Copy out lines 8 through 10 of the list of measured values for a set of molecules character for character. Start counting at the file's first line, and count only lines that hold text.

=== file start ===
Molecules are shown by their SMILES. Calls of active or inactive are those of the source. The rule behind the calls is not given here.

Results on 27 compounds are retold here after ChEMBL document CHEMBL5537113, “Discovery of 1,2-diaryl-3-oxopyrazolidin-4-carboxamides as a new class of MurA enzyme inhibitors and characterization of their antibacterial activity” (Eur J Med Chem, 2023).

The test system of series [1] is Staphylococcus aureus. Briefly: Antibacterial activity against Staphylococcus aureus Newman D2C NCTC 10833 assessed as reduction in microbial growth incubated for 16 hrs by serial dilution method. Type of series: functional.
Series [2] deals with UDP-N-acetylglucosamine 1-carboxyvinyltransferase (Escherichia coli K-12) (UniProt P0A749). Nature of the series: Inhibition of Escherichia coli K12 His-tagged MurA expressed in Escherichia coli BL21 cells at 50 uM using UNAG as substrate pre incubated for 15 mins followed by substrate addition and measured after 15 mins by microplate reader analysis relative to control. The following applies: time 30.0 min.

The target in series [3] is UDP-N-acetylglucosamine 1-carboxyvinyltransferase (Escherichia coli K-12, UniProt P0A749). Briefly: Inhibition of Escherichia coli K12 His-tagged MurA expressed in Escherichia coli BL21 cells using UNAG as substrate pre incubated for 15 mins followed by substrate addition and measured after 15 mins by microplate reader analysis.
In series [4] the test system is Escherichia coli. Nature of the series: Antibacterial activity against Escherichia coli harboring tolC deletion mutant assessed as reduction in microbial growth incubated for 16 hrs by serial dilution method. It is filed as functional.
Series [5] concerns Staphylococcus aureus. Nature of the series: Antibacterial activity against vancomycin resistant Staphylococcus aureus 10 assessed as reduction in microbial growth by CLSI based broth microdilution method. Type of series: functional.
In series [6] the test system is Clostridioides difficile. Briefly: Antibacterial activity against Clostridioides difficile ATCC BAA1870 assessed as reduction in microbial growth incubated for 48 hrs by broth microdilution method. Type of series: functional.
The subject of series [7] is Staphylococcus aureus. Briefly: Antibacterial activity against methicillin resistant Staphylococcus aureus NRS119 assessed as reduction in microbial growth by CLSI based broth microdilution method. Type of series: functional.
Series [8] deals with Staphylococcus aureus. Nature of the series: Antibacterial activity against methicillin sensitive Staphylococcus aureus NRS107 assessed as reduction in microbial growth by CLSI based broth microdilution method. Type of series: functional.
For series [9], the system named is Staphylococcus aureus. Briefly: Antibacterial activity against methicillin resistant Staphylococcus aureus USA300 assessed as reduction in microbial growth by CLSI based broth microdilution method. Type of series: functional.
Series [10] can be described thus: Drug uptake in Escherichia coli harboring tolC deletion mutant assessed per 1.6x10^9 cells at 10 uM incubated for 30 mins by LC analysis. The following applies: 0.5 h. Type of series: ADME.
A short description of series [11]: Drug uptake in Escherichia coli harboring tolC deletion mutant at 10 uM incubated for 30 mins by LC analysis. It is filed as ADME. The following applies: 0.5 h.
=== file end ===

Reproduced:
In series [6] the test system is Clostridioides difficile. Briefly: Antibacterial activity against Clostridioides difficile ATCC BAA1870 assessed as reduction in microbial growth incubated for 48 hrs by broth microdilution method. Type of series: functional.
The subject of series [7] is Staphylococcus aureus. Briefly: Antibacterial activity against methicillin resistant Staphylococcus aureus NRS119 assessed as reduction in microbial growth by CLSI based broth microdilution method. Type of series: functional.
Series [8] deals with Staphylococcus aureus. Nature of the series: Antibacterial activity against methicillin sensitive Staphylococcus aureus NRS107 assessed as reduction in microbial growth by CLSI based broth microdilution method. Type of series: functional.